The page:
After returning to Quinnipiac University following Thanksgiving break, students are concerned about their safety after three reported burglary attempts occurred over nine days in off-campus housing on West Woods Road and Kimberly Avenue.
“Up until recently, I’ve felt very safe in my current home,” said Ariana Laneri, a senior graphic and interactive design major who lives in an off-campus, university-owned house. “And I still do, but these recent break-ins definitely made me remember that I need to stay alert and always do a final sweep of the house before I go to bed.”
The unknown male suspect in the latest burglary attempt, described as a tall male wearing a black hooded sweatshirt, did not gain entry to the house and fled the scene before the Hamden Police Department and Public Safety arrived Nov. 25.
Chief of Public Safety Tony Reyes told The Chronicle that the suspect was later detained, identified and released due to a lack of evidence to arrest. No students were injured and the investigation is ongoing.
“We have a lot of presence out there,” Reyes said. “We’ve communicated with every one of our community members in that area, just to touch base to let them know we’re out there, to make sure that they are aware of what’s going on and that their doors and windows remain locked and that they’re vigilant.”
This is the third incident to take place on West Woods Road and Kimberly Avenue, following two attempted burglaries by a food delivery man targeting female college students. Reyes said that the recent suspect is not affiliated with the previous attempted burglaries and was under the assumption that the house was unoccupied before attempting to break in.
BREAKING: A QU student reported an attempted break-in at their university-owned house on Kimberly Avenue and West Woods Road Thursday evening, according to Chief of Public Safety Tony Reyes via email.
More on the story to come.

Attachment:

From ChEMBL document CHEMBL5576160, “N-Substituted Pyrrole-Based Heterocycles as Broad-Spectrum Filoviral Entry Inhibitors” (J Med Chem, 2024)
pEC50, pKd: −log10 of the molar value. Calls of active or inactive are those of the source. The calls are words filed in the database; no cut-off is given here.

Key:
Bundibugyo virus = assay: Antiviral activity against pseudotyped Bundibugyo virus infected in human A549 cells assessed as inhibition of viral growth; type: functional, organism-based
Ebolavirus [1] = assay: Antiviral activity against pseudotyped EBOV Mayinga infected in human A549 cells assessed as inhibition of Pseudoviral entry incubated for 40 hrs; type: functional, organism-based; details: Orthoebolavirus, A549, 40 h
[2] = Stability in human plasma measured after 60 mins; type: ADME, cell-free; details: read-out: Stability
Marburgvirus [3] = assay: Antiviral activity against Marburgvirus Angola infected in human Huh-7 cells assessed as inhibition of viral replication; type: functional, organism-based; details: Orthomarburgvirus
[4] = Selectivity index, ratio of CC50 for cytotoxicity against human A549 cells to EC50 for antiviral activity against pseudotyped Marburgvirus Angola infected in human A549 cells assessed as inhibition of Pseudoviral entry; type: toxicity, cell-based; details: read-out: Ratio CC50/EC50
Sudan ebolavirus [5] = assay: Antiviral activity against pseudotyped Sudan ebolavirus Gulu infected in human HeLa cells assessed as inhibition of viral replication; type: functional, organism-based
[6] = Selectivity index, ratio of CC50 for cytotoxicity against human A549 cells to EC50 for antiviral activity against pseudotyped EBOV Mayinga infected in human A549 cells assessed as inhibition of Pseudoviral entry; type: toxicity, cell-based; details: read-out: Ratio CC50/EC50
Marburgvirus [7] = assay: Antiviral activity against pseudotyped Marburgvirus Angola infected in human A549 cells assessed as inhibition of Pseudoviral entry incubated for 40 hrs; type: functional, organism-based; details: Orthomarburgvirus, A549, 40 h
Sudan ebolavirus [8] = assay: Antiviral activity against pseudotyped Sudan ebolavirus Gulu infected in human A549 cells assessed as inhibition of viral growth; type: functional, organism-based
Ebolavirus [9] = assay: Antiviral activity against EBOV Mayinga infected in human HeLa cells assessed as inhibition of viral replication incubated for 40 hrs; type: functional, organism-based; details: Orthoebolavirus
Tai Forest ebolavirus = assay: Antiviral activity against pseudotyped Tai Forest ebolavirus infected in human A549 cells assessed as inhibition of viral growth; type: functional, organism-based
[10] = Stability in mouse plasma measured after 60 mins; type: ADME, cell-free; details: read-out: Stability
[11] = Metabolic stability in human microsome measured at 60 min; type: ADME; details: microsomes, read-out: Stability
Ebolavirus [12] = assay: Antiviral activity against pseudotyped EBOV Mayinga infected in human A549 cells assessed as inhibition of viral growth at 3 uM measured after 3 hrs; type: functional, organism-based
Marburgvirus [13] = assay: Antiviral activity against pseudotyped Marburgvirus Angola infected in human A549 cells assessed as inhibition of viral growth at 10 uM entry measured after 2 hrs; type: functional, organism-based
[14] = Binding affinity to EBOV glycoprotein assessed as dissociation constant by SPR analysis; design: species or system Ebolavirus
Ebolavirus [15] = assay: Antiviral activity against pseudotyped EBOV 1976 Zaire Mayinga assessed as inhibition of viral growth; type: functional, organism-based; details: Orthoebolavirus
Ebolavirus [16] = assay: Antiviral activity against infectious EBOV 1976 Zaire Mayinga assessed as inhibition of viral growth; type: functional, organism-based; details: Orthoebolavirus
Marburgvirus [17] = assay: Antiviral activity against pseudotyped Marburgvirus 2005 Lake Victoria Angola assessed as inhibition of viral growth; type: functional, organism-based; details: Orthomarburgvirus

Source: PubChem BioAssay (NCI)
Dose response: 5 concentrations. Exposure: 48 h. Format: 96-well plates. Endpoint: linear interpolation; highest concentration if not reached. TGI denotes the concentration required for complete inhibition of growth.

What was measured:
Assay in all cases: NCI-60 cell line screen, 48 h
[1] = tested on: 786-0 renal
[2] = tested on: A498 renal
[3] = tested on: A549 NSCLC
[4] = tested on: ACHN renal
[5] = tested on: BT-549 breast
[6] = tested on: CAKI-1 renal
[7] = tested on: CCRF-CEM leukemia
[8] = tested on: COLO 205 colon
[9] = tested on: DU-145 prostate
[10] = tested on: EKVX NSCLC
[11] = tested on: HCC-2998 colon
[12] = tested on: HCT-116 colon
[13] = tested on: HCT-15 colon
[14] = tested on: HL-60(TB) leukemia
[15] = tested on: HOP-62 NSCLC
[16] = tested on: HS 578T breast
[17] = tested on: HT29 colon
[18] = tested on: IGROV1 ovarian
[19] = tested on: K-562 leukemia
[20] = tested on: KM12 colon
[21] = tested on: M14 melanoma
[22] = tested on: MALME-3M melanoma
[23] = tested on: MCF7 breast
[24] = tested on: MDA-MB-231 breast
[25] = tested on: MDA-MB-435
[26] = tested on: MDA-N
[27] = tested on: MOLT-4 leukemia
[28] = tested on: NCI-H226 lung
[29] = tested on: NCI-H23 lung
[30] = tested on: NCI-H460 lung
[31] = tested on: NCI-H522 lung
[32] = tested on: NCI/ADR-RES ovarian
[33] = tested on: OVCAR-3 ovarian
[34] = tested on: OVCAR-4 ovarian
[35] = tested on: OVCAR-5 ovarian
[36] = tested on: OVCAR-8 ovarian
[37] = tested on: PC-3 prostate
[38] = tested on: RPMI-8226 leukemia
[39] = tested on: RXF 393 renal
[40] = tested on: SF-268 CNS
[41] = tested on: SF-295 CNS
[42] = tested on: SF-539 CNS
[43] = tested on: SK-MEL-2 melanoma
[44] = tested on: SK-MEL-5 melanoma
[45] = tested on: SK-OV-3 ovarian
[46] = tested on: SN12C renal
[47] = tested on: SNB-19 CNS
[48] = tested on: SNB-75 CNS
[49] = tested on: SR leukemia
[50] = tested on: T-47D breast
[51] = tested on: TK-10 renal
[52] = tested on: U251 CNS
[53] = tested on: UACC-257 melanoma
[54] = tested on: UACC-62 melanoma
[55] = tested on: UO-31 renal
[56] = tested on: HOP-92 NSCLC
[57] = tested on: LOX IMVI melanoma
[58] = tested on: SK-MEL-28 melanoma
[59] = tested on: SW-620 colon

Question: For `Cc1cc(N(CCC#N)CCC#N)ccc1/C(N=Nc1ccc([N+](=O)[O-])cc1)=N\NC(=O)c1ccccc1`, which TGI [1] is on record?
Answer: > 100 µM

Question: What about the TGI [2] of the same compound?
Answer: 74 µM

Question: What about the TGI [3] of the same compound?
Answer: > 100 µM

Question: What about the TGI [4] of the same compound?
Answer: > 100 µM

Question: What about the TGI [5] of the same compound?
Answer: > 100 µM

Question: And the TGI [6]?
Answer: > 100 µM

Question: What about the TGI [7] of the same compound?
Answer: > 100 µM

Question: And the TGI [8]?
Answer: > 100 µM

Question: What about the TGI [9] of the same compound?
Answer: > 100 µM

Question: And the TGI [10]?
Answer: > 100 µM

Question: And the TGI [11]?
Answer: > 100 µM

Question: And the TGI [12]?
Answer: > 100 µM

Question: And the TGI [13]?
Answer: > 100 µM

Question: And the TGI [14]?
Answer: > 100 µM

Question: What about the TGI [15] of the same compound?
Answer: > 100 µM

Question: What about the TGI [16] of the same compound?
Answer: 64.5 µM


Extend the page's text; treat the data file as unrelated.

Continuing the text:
— The QU Chronicle (@QUChronicle) November 26, 2021
— The QU Chronicle (@QUChronicle) November 19, 2021
As a result of the repeated residential burglary attempts, Reyes said Public Safety is working directly with the HPD to increase patrolling in the area to ensure the safety of its students. Reyes said that the Facilities Department is also installing motion sensor lighting in the area to create more of a deterrent.
“It would be nice if we had some sort of security system, whether that be cameras or something else,” Laneri said. “Similarly to how the dorms have Public Safety officers at the entrances to the campuses, it would be nice to know we have some sort of security as well.”
Reyes said Public Safety will be increasing its patrols in the area to mitigate suspicious activity.
“Now we will be paying very close attention to all our off-campus housing, particularly the ones that we own and continue to pay for our patrols in that area,” Reyes said. “We’re focused on this area more so now because we had three incidents in a very short time frame.”
Despite the precautionary measures in place, students said they are still reassessing their safety in their own homes.
“It’s unnerving knowing that people have been targeting student homes,” Laneri said. “I’ve felt very safe in my QU home and the neighborhood and street it’s on. But hearing about these recent break-ins, it makes you realize that even if you feel safe, you still need to be cautious and take proper safety measures such as locking all your doors.”
Ja’Vielle Foy, a senior political science major, said she often does a “double and triple check” on her doors and windows before going to sleep in her off-campus house that is not affiliated with the university. She said she has questioned her overall safety since the repeated break-ins.
“I really enjoy the freedom of being off campus, and although I do feel safer on campus, crime happens everywhere,” Foy said.
After the incidents, Foy and her housemates have been looking into installing a security system for their house as a precautionary measure moving forward. She said that although she is thankful to have neighbors who look out for her and her housemates, Quinnipiac could do more to ensure the safety of students.
“I think it would be helpful to install alarm systems in Quinnipiac-owned homes and even reach out to some of the landlords of Quinnipiac-unrelated homes and encourage them to do the same,” Foy said.
Despite a higher concern, Reyes said it is not uncommon for thieves to target campus settings during breaks because individuals aren’t often home. However, he said students remaining in off-campus housing over the extended break can still feel safe and encourage them to reach out to Public Safety.
“We have good communication internally to know who’s going to be staying, but make sure that if you’ve made a last-minute decision to stay that you communicated that to us,” Reyes said. “So that we know and we can work together to ensure the safety of students that are going to be.”
Reyes said he encourages students to properly secure all windows and doors, as well as keeping exterior lights on at night when possible. Any student with an immediate emergency is directed to call 911, and any non-emergency safety concerns should be directed to the Public Safety Department at 203-582-6200.